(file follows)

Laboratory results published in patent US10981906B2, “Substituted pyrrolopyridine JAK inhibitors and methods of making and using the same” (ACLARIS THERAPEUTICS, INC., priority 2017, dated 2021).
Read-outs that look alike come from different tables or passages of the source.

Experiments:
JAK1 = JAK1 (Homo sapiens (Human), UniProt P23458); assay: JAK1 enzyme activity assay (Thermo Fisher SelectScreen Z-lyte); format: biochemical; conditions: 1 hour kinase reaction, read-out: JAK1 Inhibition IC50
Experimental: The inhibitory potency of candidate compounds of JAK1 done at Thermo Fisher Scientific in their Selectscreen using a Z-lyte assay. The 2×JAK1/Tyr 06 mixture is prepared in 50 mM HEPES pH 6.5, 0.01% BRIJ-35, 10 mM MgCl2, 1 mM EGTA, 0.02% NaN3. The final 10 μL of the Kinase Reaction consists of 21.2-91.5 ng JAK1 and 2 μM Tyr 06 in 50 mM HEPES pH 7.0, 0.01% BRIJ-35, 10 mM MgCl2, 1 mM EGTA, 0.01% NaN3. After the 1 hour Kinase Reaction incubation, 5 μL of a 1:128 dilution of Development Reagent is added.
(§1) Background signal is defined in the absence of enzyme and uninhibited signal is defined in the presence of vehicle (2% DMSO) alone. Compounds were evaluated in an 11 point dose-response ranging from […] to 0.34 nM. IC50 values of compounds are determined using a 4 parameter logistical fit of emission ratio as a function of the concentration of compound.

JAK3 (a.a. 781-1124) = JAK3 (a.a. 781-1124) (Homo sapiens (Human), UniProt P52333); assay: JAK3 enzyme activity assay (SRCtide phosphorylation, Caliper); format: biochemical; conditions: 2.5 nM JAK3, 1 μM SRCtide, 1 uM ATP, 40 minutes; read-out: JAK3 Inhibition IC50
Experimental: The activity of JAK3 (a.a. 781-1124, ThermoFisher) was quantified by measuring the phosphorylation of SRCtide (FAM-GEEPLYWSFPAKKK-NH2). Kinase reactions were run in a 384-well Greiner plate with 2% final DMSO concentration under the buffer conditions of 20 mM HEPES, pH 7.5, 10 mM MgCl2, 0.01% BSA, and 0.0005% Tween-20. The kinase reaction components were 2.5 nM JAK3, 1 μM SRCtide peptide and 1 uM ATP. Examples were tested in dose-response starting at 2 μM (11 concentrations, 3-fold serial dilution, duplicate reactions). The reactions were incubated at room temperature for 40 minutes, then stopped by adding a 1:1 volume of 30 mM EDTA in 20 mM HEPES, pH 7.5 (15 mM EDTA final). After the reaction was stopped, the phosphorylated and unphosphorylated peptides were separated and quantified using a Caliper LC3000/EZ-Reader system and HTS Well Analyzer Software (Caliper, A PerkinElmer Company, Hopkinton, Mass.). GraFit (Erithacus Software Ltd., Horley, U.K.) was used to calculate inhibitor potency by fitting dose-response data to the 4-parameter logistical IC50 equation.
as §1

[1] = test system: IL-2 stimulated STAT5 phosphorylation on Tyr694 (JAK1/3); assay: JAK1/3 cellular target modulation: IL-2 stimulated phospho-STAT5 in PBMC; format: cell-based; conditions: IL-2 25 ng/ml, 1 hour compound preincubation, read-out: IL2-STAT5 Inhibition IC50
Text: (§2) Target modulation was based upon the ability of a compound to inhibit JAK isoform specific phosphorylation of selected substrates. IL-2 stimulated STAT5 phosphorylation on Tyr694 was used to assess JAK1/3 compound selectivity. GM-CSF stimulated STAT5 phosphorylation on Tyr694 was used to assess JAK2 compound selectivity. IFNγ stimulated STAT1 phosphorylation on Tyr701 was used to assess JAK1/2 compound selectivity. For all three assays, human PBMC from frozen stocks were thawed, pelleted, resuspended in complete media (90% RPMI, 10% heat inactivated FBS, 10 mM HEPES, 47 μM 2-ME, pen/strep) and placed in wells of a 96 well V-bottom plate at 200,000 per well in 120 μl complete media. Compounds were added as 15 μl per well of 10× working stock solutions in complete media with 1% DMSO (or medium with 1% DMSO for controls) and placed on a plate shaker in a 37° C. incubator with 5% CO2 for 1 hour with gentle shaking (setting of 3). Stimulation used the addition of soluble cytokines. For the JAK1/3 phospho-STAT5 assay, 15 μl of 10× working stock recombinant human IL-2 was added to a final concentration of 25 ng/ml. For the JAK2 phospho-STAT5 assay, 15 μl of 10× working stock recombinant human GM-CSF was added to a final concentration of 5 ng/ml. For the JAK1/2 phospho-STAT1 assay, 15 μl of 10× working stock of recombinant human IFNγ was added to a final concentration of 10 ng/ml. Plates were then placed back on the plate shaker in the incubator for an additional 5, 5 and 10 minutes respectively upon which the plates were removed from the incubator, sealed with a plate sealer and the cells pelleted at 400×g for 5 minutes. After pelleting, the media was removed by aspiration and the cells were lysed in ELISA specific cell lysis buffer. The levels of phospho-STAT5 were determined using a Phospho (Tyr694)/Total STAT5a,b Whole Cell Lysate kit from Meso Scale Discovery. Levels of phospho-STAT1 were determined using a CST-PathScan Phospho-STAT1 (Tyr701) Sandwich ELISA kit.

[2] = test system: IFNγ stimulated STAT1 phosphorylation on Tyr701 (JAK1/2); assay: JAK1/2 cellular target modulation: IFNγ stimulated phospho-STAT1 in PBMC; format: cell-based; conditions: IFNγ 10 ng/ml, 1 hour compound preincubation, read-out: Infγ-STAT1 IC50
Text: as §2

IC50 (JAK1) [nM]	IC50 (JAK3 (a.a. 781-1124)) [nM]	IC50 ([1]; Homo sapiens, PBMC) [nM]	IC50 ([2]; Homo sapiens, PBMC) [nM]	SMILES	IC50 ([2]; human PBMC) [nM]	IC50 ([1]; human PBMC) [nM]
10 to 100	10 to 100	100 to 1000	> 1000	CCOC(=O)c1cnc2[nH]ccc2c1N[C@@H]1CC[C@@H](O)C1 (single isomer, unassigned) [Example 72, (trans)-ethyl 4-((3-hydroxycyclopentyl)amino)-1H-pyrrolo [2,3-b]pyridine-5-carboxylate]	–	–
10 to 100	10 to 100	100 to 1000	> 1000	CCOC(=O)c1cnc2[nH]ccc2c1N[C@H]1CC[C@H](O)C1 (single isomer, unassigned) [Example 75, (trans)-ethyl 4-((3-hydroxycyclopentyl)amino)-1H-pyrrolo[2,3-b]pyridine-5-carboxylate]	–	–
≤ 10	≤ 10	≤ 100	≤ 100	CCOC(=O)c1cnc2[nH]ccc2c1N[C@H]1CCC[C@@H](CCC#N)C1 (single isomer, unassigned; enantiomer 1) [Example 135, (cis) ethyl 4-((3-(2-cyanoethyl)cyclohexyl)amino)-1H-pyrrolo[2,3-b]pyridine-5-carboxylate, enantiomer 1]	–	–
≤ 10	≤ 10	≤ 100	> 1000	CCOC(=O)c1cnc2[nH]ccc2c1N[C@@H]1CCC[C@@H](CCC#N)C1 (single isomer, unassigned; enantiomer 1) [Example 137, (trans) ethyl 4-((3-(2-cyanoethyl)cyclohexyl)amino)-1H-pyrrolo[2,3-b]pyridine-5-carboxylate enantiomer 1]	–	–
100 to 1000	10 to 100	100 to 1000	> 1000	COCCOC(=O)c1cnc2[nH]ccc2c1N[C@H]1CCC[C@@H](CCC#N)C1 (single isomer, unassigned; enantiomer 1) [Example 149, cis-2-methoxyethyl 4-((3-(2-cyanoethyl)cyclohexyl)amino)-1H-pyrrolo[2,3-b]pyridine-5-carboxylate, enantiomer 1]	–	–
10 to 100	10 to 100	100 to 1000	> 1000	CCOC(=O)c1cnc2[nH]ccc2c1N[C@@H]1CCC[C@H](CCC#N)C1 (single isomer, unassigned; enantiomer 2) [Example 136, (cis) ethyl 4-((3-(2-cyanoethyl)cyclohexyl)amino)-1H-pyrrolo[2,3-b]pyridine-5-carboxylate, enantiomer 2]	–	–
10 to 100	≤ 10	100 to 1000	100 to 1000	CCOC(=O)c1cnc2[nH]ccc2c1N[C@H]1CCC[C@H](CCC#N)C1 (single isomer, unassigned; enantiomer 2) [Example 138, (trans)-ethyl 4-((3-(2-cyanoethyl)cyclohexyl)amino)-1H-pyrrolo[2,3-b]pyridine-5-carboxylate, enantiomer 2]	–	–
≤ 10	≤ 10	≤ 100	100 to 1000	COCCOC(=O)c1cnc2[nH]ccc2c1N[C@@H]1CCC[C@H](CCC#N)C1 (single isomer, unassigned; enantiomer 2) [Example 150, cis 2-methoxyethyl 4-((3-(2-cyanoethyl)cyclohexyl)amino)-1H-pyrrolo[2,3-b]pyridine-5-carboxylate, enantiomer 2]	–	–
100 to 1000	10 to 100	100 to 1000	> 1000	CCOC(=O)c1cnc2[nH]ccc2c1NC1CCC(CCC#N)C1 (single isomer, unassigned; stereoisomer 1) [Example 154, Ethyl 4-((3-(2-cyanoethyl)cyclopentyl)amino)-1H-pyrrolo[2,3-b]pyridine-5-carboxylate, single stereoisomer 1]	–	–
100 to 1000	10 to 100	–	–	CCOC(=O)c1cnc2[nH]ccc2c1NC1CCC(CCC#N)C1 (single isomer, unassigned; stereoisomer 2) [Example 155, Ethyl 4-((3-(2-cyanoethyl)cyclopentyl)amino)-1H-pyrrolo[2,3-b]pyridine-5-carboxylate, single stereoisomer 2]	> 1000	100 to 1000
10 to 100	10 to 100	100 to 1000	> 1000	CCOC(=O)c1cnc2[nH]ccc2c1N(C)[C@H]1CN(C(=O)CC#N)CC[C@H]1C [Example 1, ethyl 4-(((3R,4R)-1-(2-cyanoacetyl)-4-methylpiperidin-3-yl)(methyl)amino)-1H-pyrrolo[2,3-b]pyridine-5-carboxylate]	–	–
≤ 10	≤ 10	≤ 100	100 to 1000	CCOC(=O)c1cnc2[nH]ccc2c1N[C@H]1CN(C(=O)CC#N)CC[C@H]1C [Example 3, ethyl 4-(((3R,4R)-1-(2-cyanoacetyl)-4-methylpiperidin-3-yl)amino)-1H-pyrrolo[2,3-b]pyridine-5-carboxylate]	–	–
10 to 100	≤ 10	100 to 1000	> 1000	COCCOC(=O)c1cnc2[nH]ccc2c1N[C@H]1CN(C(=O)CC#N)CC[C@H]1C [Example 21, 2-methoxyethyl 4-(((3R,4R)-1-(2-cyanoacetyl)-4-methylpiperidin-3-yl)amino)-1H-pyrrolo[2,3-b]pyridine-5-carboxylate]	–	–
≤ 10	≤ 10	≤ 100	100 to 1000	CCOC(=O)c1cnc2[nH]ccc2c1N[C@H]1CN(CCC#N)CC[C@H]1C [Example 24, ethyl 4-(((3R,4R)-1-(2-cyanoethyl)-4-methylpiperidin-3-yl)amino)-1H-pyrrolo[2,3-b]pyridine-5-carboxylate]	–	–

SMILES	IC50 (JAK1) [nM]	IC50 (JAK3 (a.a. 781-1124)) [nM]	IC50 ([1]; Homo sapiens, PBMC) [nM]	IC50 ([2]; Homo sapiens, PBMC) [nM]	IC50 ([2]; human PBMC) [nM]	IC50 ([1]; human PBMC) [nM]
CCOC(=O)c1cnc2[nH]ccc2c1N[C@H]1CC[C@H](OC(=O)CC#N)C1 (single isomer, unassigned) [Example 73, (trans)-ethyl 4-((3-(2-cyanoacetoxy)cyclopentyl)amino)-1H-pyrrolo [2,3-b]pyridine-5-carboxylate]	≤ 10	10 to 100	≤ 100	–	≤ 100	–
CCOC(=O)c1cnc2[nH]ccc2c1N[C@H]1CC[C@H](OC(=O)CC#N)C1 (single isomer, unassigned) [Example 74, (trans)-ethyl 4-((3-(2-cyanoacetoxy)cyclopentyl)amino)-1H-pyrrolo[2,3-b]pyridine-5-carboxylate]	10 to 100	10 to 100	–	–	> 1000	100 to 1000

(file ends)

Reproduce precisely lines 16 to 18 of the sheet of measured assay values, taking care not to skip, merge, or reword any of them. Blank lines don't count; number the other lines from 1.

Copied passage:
10 to 100	10 to 100	100 to 1000	> 1000	CCOC(=O)c1cnc2[nH]ccc2c1N[C@H]1CC[C@H](O)C1 (single isomer, unassigned) [Example 75, (trans)-ethyl 4-((3-hydroxycyclopentyl)amino)-1H-pyrrolo[2,3-b]pyridine-5-carboxylate]	–	–
≤ 10	≤ 10	≤ 100	≤ 100	CCOC(=O)c1cnc2[nH]ccc2c1N[C@H]1CCC[C@@H](CCC#N)C1 (single isomer, unassigned; enantiomer 1) [Example 135, (cis) ethyl 4-((3-(2-cyanoethyl)cyclohexyl)amino)-1H-pyrrolo[2,3-b]pyridine-5-carboxylate, enantiomer 1]	–	–
≤ 10	≤ 10	≤ 100	> 1000	CCOC(=O)c1cnc2[nH]ccc2c1N[C@@H]1CCC[C@@H](CCC#N)C1 (single isomer, unassigned; enantiomer 1) [Example 137, (trans) ethyl 4-((3-(2-cyanoethyl)cyclohexyl)amino)-1H-pyrrolo[2,3-b]pyridine-5-carboxylate enantiomer 1]	–	–